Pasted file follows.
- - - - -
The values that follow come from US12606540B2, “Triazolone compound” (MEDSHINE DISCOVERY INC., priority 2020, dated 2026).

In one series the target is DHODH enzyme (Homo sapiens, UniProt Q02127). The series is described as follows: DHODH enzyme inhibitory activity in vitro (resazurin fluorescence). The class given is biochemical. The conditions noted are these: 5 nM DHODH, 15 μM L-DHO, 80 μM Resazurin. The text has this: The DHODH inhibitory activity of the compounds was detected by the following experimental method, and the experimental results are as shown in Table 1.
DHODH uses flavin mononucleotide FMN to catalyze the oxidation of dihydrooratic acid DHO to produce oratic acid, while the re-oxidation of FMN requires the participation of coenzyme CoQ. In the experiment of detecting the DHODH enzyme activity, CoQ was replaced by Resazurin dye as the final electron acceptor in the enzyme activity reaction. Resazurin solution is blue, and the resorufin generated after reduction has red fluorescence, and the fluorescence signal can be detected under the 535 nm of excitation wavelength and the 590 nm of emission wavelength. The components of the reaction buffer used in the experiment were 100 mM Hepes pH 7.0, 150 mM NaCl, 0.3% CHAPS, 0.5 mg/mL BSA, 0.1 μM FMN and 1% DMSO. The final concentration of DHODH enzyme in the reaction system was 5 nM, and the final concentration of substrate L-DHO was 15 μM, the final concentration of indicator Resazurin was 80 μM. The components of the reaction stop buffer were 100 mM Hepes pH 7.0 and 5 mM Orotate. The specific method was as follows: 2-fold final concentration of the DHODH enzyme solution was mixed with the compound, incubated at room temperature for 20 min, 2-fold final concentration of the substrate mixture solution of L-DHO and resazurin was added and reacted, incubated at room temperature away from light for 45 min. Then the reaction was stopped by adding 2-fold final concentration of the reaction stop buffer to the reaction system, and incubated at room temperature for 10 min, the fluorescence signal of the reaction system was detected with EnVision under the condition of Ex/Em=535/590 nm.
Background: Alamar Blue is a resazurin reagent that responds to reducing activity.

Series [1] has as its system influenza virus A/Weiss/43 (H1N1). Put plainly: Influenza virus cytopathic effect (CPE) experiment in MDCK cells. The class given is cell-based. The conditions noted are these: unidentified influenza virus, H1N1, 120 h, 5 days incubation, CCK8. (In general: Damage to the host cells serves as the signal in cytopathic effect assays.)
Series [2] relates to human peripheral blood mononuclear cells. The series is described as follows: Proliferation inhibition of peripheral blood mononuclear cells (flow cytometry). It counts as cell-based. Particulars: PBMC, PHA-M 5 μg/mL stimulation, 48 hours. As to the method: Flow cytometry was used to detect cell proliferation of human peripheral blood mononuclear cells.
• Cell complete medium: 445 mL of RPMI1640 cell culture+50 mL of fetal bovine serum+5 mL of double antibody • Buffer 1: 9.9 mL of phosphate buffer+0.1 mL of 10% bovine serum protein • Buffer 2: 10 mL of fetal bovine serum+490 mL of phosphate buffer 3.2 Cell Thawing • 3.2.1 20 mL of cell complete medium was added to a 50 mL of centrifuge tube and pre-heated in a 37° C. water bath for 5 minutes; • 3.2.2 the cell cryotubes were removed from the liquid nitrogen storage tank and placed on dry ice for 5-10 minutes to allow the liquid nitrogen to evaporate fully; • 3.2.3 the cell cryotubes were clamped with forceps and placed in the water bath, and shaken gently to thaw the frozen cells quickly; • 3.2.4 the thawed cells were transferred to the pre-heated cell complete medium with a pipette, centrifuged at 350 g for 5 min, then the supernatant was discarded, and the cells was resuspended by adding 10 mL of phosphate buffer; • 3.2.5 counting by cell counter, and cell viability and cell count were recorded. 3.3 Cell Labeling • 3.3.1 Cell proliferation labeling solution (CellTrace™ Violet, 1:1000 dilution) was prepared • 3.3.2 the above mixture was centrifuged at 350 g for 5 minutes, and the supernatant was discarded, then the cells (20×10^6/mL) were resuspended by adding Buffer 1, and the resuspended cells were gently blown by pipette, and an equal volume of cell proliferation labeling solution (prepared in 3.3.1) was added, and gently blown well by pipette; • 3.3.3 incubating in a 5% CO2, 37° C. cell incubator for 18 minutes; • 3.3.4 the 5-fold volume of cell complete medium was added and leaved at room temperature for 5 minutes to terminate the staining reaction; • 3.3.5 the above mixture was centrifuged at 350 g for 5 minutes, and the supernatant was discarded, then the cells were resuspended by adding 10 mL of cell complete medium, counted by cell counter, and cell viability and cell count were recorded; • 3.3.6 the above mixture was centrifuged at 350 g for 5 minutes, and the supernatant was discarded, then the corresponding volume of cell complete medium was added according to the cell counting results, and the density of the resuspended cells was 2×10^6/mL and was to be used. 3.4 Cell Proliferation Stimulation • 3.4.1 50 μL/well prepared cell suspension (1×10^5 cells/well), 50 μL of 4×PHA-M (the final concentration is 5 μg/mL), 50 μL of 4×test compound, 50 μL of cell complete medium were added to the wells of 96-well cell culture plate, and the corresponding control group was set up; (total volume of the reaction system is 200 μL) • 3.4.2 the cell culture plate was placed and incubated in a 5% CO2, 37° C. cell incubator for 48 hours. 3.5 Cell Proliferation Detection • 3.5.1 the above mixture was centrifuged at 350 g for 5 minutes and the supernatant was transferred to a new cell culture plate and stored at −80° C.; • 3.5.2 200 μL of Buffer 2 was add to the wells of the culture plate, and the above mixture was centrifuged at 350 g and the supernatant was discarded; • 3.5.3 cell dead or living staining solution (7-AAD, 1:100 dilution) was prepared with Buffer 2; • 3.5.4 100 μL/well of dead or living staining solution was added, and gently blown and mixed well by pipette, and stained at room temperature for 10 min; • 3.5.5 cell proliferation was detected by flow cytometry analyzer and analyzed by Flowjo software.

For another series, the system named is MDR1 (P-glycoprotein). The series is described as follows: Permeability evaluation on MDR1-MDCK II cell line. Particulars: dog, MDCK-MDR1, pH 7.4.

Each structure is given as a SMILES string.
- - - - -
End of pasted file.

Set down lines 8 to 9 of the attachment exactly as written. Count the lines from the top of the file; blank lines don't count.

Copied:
For another series, the system named is MDR1 (P-glycoprotein). The series is described as follows: Permeability evaluation on MDR1-MDCK II cell line. Particulars: dog, MDCK-MDR1, pH 7.4.

Each structure is given as a SMILES string.